Obama Backtracks on IRS' Targeting of Conservative Groups; No Longer Thinks It's a Scandal

President Barack Obama complained Thursday about liberals who were concerned about the IRS' targeting of conservative groups.

The media too often reports on negative stories, rather than the positive things that government accomplishes, Obama noted Thursday in an interview on MSNBC's "Hardball with Chris Matthews."

For an example of negative media coverage, Obama spoke about the scandal over the IRS harassment of conservative groups, and suggested it was not a serious scandal.

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Obama excused the IRS actions, saying that the IRS was "for bureaucratic reasons ... trying to streamline what is a difficult law to interpret about whether a nonprofit is actually a political organization deserves a tax exempt agency.

"And they've got a list, and suddenly everybody's outraged."

Obama then complained that some of the outrage came from liberals. His wording, though, by adding the words "so-called" and "perceived to be" also suggested that anyone who believed the IRS scandal was serious is not a true liberal.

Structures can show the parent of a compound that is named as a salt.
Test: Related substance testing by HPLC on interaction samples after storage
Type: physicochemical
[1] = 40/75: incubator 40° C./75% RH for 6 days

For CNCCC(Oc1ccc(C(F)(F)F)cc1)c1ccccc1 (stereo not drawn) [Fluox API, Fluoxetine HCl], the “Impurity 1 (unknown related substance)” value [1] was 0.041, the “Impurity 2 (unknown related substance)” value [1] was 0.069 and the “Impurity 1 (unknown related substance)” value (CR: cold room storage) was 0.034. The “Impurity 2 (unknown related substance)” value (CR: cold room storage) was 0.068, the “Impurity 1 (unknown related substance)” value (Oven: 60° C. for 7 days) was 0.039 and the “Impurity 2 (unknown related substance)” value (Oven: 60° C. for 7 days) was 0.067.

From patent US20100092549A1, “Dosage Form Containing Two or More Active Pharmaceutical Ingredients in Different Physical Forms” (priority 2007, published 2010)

"There are some so-called progressives and perceived-to-be liberal commentators who, during that week, were just as outraged at the possibility that these folks had been, at the direction of the Democratic Party, in some way discriminated against," he said.

Ironically, among the "so-called progressives" who expressed outrage at the time was Obama himself.

In a May 13 speech after news about the IRS scandal broke, Obama called the IRS actions "outrageous."

"If in fact IRS personnel engaged in the kind of practices that have been reported on and were intentionally targeting conservative groups, then that's outrageous. And there's no place for it," he said. "And they have to be held fully accountable. Because the IRS as an independent agency requires absolute integrity, and people have to have confidence that they're ... applying the laws in a nonpartisan way."

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